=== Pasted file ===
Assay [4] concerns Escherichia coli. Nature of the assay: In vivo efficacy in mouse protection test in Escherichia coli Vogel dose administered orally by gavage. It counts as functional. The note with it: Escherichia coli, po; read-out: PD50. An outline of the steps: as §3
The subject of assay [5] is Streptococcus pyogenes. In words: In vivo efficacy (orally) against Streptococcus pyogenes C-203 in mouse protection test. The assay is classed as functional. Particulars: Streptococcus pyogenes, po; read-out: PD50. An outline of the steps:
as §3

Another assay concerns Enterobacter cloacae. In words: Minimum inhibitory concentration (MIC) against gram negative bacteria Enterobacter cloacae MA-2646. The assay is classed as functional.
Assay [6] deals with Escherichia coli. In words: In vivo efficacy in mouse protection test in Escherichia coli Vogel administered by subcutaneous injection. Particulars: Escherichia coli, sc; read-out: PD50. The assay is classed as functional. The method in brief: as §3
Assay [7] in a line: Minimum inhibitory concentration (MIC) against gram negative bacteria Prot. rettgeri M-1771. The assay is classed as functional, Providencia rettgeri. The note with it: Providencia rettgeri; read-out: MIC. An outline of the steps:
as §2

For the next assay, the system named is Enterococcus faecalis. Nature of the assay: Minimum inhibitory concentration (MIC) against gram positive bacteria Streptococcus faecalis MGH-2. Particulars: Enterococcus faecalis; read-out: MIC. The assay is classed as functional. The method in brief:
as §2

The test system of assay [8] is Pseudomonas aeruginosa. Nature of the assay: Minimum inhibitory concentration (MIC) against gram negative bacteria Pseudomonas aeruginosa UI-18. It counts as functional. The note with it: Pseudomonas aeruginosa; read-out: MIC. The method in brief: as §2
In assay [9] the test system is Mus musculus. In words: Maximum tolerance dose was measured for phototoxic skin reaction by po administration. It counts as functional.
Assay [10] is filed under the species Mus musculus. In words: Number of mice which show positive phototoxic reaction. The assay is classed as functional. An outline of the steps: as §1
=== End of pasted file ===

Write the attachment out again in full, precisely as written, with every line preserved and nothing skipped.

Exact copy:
Assay [4] concerns Escherichia coli. Nature of the assay: In vivo efficacy in mouse protection test in Escherichia coli Vogel dose administered orally by gavage. It counts as functional. The note with it: Escherichia coli, po; read-out: PD50. An outline of the steps: as §3
The subject of assay [5] is Streptococcus pyogenes. In words: In vivo efficacy (orally) against Streptococcus pyogenes C-203 in mouse protection test. The assay is classed as functional. Particulars: Streptococcus pyogenes, po; read-out: PD50. An outline of the steps:
as §3

Another assay concerns Enterobacter cloacae. In words: Minimum inhibitory concentration (MIC) against gram negative bacteria Enterobacter cloacae MA-2646. The assay is classed as functional.
Assay [6] deals with Escherichia coli. In words: In vivo efficacy in mouse protection test in Escherichia coli Vogel administered by subcutaneous injection. Particulars: Escherichia coli, sc; read-out: PD50. The assay is classed as functional. The method in brief: as §3
Assay [7] in a line: Minimum inhibitory concentration (MIC) against gram negative bacteria Prot. rettgeri M-1771. The assay is classed as functional, Providencia rettgeri. The note with it: Providencia rettgeri; read-out: MIC. An outline of the steps:
as §2

For the next assay, the system named is Enterococcus faecalis. Nature of the assay: Minimum inhibitory concentration (MIC) against gram positive bacteria Streptococcus faecalis MGH-2. Particulars: Enterococcus faecalis; read-out: MIC. The assay is classed as functional. The method in brief:
as §2

The test system of assay [8] is Pseudomonas aeruginosa. Nature of the assay: Minimum inhibitory concentration (MIC) against gram negative bacteria Pseudomonas aeruginosa UI-18. It counts as functional. The note with it: Pseudomonas aeruginosa; read-out: MIC. The method in brief: as §2
In assay [9] the test system is Mus musculus. In words: Maximum tolerance dose was measured for phototoxic skin reaction by po administration. It counts as functional.
Assay [10] is filed under the species Mus musculus. In words: Number of mice which show positive phototoxic reaction. The assay is classed as functional. An outline of the steps: as §1